Midnight Story

Midnight Story

self

Her words don't make sense as she speaks at a thousand words per minute.

October 28, 2012

The girl that lived in my head has returned. I thought I’d controlled her, locked her in a room and swallowed the key, but she’s stubborn.

I look at her with pity—she’s weak, has no sense of logic, can’t even control her own emotions. But there’s something that binds us together.

Her words don’t make sense as she speaks at a thousand words per minute. When she finally stops to take a breath, they develop into shapes.

“I don’t understand people,” she says, looking through me without blinking. “And they don’t understand me.”

The walls now seem closer, the room narrower as I secretly plan out how I’m going to lock her up again. Time is running out. It seems that if I don’t come up with something, I’ll be stuck in this claustrophobic room with her for the rest of my life.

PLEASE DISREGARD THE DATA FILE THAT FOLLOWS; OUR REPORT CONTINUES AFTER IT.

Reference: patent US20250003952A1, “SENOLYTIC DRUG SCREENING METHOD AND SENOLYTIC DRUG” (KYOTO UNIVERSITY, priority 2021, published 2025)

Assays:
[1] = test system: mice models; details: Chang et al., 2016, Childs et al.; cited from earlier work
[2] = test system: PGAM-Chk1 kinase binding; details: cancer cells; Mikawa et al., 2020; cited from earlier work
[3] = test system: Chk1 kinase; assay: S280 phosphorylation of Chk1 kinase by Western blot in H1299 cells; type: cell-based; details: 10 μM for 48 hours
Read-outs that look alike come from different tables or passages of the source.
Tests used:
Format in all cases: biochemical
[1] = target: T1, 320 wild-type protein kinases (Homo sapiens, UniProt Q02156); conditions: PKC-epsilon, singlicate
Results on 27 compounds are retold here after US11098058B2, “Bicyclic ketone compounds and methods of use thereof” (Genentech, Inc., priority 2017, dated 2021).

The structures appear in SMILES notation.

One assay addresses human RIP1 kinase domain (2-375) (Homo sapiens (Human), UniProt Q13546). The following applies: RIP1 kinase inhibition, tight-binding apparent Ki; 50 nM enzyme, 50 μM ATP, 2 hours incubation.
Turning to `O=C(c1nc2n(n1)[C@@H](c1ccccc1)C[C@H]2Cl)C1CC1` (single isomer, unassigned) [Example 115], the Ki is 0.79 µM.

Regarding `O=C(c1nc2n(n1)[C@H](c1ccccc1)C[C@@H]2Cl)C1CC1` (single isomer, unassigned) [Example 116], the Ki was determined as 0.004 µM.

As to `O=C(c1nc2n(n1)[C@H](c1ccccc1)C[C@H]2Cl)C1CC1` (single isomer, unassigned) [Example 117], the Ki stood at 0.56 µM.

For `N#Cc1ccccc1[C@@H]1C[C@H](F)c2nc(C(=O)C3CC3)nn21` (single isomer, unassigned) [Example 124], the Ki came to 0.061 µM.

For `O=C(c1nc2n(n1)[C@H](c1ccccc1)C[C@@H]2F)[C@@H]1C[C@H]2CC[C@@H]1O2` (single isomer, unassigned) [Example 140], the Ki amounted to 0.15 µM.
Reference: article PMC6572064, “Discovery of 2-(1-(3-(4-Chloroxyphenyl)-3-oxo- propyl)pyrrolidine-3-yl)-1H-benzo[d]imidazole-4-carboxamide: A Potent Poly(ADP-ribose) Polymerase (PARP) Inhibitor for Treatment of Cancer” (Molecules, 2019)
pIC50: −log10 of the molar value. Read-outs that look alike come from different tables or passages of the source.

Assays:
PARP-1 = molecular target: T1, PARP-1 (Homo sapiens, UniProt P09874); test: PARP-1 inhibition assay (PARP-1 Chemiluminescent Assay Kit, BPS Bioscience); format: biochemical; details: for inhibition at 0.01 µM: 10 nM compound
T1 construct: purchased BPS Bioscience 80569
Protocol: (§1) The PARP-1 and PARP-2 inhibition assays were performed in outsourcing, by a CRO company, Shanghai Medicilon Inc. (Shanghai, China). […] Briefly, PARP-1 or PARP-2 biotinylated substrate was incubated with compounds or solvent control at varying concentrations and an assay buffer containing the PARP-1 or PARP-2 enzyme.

She senses my fear and starts to tease me.

“There is no way out of here. You need to accept that I am part of you, and you me.”

I cringe at the thought but is strangely thinking the same.

I scream. I don’t want to hear any more. I close my eyes, hope and pray that this isn’t happening and that when I open my eyes, it’s all just a dream.

I wait three seconds, then slowly open them.

She’s no longer in the room as it changes back to the way it was.

I stand up and head towards the door. Just as I’m about to touch the doorknob, a voice whispers in my ear “We are one.”

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